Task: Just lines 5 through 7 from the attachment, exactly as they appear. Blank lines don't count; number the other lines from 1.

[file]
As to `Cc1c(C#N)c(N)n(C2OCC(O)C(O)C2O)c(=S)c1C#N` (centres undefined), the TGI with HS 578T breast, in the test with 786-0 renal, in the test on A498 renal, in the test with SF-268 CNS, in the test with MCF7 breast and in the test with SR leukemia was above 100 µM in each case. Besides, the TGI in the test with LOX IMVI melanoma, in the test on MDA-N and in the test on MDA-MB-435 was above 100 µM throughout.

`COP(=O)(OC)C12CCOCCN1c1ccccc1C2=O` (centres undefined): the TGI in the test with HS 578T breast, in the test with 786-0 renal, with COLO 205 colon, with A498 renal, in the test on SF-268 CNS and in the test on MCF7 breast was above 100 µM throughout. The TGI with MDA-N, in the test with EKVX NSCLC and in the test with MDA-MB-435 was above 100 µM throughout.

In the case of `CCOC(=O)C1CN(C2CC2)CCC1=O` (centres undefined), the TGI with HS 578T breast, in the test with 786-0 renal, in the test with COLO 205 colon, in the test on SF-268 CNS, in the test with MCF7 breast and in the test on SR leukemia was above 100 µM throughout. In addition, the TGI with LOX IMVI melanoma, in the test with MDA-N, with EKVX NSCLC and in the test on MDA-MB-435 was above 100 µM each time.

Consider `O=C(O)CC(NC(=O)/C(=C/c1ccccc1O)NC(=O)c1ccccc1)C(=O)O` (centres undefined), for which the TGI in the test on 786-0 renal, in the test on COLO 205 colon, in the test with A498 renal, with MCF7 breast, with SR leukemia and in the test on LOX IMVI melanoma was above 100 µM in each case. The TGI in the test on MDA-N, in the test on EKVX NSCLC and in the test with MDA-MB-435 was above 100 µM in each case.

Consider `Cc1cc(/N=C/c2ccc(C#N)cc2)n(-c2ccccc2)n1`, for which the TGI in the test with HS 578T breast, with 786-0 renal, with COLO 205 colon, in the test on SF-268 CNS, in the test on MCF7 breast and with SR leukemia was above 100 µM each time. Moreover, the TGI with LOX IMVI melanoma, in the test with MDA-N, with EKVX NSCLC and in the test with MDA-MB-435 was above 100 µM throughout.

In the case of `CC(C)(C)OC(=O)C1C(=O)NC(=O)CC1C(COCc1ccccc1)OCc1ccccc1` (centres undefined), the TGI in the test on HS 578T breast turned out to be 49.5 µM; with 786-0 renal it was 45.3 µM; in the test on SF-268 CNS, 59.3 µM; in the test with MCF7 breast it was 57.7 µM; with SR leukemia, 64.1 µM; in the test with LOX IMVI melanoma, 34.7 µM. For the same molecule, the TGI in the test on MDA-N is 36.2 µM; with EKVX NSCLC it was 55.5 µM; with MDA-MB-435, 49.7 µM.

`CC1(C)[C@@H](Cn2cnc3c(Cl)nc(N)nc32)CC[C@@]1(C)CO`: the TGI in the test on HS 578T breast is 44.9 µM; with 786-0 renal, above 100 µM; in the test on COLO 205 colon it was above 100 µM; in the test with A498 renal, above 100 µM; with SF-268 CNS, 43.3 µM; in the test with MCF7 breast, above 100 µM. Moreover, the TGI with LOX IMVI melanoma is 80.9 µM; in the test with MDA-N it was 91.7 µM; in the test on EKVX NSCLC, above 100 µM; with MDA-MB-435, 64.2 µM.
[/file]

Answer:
Consider `Cc1cc(/N=C/c2ccc(C#N)cc2)n(-c2ccccc2)n1`, for which the TGI in the test with HS 578T breast, with 786-0 renal, with COLO 205 colon, in the test on SF-268 CNS, in the test on MCF7 breast and with SR leukemia was above 100 µM each time. Moreover, the TGI with LOX IMVI melanoma, in the test with MDA-N, with EKVX NSCLC and in the test with MDA-MB-435 was above 100 µM throughout.

In the case of `CC(C)(C)OC(=O)C1C(=O)NC(=O)CC1C(COCc1ccccc1)OCc1ccccc1` (centres undefined), the TGI in the test on HS 578T breast turned out to be 49.5 µM; with 786-0 renal it was 45.3 µM; in the test on SF-268 CNS, 59.3 µM; in the test with MCF7 breast it was 57.7 µM; with SR leukemia, 64.1 µM; in the test with LOX IMVI melanoma, 34.7 µM. For the same molecule, the TGI in the test on MDA-N is 36.2 µM; with EKVX NSCLC it was 55.5 µM; with MDA-MB-435, 49.7 µM.

`CC1(C)[C@@H](Cn2cnc3c(Cl)nc(N)nc32)CC[C@@]1(C)CO`: the TGI in the test on HS 578T breast is 44.9 µM; with 786-0 renal, above 100 µM; in the test on COLO 205 colon it was above 100 µM; in the test with A498 renal, above 100 µM; with SF-268 CNS, 43.3 µM; in the test with MCF7 breast, above 100 µM. Moreover, the TGI with LOX IMVI melanoma is 80.9 µM; in the test with MDA-N it was 91.7 µM; in the test on EKVX NSCLC, above 100 µM; with MDA-MB-435, 64.2 µM.